Malone sees a strategic need for Australian manufacturing industry to focus more on adding value to production. “Why should we directly ship our intellectual property overseas the way we ship our mineral wealth for value adding. Let’s leverage our local capabilities to add value right here at home,” he says.

“We need to add more value to our products and not compete in a race to the bottom. At SRX we are adding a larger range of product and service offerings, including the installation of a new prototype line.

“SRX provides combinations of offerings that competitors don’t have with a view that if you don’t think differently then you won’t act differently. There is a massive amount of IP being developed in what we are doing, and the emphasis is on value and unique products rather than on cost and mass production piece price.

“Copying of new products in China can be an issue, but we have found that if products are designed and built here they are not so easy to copy.”

Malone believes that diversification and the development of new markets and skills can be powerful strategies in assisting a company to move to the next level. “It’s important to be prepared to take a calculated punt, to continually look for new opportunities, and to understand that new opportunities will often by definition not look like the old opportunities, so be ready to recognise them and act accordingly.”

Multiple transitions

Lovitt Technologies was started in 1954 to support the automotive industry with tooling such as broaches, milling cutters, stepped drills and reamers.

As work in this area dropped away as a result of the introduction of carbide, along with aggressive overseas competition, the company branched into other areas where it could find work. Over the last three decades, these areas have included canning tooling, electronics housings, fibre optic connectors and aerospace.

Lovitt’s Manufacturing Director, Bruce Ramsay, says canning tooling was significantly reduced with the introduction of carbide, and some very capable and focussed competition eventually reduced it to zero.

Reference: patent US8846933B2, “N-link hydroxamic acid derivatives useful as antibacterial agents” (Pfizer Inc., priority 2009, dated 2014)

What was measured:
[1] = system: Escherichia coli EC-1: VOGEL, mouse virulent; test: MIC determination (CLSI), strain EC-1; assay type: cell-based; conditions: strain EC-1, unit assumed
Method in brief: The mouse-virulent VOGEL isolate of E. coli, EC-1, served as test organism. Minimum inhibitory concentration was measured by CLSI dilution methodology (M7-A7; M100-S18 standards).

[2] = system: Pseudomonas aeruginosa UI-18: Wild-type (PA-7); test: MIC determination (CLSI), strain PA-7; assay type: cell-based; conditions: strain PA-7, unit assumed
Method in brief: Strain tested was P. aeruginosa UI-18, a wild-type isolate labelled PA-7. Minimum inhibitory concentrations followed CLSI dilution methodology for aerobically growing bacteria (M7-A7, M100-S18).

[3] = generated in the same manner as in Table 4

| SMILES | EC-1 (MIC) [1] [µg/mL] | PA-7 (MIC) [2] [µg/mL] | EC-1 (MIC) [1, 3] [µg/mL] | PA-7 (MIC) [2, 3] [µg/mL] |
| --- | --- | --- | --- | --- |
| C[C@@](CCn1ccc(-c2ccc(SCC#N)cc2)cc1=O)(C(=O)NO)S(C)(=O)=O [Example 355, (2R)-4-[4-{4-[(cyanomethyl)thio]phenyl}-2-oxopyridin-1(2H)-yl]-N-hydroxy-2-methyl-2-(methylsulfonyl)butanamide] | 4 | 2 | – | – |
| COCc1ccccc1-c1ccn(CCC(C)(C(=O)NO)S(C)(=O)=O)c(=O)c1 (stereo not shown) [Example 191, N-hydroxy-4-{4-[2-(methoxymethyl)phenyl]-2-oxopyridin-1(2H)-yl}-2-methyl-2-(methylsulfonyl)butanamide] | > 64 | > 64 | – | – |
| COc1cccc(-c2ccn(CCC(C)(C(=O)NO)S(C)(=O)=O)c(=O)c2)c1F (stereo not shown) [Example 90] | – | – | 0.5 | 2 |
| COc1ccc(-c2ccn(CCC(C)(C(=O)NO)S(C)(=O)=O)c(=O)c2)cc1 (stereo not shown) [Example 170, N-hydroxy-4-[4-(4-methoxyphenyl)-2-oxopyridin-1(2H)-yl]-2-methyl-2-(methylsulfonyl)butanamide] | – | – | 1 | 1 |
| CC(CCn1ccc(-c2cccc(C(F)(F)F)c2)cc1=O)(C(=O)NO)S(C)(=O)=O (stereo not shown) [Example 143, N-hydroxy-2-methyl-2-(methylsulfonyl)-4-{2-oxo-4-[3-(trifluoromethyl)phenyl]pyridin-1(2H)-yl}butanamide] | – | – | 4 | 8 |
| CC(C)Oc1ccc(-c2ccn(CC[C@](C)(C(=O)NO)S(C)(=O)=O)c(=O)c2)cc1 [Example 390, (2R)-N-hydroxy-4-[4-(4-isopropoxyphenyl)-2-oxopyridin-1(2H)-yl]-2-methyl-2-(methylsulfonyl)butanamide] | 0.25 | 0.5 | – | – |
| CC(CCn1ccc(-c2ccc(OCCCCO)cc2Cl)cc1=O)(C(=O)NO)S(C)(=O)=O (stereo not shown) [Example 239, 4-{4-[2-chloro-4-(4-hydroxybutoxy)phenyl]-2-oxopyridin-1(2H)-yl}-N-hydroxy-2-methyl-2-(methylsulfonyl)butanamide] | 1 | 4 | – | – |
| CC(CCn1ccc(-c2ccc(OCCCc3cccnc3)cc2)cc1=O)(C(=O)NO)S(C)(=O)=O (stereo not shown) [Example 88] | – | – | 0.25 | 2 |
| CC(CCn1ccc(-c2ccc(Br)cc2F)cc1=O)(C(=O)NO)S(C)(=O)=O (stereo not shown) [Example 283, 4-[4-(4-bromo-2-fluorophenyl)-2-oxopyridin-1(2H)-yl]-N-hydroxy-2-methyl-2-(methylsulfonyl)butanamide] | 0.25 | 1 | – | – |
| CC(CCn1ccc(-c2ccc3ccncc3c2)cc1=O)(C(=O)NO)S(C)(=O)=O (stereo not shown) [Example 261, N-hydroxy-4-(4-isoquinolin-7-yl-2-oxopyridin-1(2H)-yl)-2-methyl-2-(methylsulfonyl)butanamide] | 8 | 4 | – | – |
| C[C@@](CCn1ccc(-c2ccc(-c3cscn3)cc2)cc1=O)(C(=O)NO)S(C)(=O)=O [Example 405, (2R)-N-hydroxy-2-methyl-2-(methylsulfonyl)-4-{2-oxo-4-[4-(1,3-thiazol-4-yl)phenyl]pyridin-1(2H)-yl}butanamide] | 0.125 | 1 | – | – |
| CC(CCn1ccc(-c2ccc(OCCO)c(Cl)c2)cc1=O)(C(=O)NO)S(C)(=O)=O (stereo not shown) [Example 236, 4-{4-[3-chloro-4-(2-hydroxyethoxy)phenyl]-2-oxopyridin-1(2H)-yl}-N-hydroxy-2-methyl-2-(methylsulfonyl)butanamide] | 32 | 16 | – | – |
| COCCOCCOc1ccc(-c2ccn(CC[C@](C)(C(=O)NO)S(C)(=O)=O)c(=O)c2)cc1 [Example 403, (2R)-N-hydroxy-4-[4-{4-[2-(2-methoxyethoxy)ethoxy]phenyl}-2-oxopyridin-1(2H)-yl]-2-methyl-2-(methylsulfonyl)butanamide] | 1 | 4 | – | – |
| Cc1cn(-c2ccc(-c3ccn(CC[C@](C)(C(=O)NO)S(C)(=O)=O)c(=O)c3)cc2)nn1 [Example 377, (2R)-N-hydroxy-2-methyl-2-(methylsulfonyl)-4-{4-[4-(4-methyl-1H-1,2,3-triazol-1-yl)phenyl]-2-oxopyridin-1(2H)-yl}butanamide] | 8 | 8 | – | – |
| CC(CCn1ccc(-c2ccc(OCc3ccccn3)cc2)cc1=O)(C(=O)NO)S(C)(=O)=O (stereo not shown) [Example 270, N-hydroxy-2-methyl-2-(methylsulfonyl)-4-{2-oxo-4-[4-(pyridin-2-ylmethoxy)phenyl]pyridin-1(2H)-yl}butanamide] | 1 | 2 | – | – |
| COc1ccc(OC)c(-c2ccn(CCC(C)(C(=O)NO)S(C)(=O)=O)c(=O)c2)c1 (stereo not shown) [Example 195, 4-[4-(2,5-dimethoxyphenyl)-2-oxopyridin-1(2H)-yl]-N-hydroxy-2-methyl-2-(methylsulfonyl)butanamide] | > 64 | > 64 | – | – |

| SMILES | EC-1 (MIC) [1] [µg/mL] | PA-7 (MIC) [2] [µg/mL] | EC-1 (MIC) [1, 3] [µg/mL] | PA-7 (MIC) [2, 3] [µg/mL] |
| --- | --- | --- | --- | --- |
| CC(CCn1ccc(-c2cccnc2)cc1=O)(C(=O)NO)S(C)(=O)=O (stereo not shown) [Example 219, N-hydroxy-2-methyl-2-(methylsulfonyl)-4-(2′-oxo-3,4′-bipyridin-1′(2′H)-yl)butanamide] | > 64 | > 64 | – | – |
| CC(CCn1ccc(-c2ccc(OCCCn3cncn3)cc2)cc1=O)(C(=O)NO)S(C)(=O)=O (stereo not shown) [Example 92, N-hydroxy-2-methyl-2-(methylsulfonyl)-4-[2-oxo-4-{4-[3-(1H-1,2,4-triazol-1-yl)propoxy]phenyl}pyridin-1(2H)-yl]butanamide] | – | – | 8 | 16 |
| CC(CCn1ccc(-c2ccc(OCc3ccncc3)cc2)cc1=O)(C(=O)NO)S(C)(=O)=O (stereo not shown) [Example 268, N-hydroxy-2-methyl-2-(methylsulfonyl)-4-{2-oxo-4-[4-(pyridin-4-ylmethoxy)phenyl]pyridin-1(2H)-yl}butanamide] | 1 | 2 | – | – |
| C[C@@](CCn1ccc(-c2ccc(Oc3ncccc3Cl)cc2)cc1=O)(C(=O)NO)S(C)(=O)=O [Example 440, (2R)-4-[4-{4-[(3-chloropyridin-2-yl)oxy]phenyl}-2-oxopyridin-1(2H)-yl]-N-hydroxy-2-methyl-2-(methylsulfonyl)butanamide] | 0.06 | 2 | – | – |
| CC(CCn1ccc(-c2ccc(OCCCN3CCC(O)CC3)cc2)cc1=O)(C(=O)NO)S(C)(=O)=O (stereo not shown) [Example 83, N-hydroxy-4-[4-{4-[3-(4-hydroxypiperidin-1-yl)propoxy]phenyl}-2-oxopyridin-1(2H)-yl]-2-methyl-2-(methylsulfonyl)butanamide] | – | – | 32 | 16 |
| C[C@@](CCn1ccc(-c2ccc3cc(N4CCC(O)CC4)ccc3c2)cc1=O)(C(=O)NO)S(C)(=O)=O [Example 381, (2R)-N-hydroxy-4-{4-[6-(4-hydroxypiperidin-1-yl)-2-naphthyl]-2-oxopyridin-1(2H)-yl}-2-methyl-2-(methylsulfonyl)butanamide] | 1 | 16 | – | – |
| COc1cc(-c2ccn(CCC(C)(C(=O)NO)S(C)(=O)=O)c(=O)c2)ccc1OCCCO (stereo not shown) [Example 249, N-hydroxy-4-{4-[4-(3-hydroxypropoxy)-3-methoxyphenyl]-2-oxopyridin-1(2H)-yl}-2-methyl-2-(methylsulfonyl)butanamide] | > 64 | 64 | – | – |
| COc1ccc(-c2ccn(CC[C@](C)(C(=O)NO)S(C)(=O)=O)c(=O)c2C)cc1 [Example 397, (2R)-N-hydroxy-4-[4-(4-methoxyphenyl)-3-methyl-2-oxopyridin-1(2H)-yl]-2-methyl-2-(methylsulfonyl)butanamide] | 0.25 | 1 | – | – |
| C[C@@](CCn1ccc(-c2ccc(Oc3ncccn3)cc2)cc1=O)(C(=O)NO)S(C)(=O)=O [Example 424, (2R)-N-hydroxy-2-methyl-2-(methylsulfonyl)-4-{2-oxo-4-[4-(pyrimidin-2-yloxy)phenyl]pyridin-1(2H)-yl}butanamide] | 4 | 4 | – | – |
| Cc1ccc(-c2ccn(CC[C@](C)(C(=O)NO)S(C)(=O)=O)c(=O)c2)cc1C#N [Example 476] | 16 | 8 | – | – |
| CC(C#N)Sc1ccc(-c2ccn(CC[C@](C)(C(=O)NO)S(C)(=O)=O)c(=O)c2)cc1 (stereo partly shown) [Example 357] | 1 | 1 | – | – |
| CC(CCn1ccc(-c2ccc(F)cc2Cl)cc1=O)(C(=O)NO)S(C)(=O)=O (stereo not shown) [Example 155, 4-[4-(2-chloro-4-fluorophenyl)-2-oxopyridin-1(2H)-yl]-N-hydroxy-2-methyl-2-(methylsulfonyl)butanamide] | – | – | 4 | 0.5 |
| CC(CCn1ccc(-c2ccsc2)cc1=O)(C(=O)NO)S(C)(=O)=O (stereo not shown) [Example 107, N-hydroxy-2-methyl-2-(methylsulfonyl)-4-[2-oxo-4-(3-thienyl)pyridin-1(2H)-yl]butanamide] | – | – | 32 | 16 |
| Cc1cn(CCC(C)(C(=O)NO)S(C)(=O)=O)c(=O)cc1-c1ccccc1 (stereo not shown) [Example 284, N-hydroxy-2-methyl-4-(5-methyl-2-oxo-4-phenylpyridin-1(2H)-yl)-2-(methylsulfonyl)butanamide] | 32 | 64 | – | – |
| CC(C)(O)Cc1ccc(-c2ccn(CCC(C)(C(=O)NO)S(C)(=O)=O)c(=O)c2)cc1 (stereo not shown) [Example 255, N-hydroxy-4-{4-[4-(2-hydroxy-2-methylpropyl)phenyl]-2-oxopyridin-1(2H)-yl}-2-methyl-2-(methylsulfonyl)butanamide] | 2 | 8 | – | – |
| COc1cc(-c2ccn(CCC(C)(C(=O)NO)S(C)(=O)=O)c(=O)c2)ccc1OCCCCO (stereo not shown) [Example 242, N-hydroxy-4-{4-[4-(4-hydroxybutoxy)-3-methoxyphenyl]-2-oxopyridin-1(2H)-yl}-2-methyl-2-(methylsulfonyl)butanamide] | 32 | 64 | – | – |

“Electronics housings ended when a major defence contract came to its conclusion and commercial work came under significant overseas competition. Our fibre optic connectors operations ended abruptly with the dot com bubble bursting in 2001,” Ramsay explained.

“The market left was aerospace and as some opportunities presented, the whole company got behind it. Since the beginning of this century we have built quite a reputation in the aerospace industry and the company is growing significantly.

“Now employing 93 people across two sites, the company produces high level complex aerospace machined components and assemblies for large commercial jets and various military platforms.

“The common thread through all of these different markets and products was to focus on high-end work where our people and machinery could best be used. Lovitt has never set out to be the cheapest, simply the best.”

Ramsay says Lovitt prides itself on a history of investing in the latest machining technology. “Senior management is constantly researching the latest on offer from machine manufacturers. The step from conventional turning and milling to the first CNC back in the early 1980’s has been repeated with the move to 5 axis machining over the last decade,” he said.

“Companies today need to be prepared to change and adapt, and look for a market that can be identified as within reach and where existing people and machinery can be steered in that direction. There is no motivation like desperation.”

Image: James Lauritz Photograhy.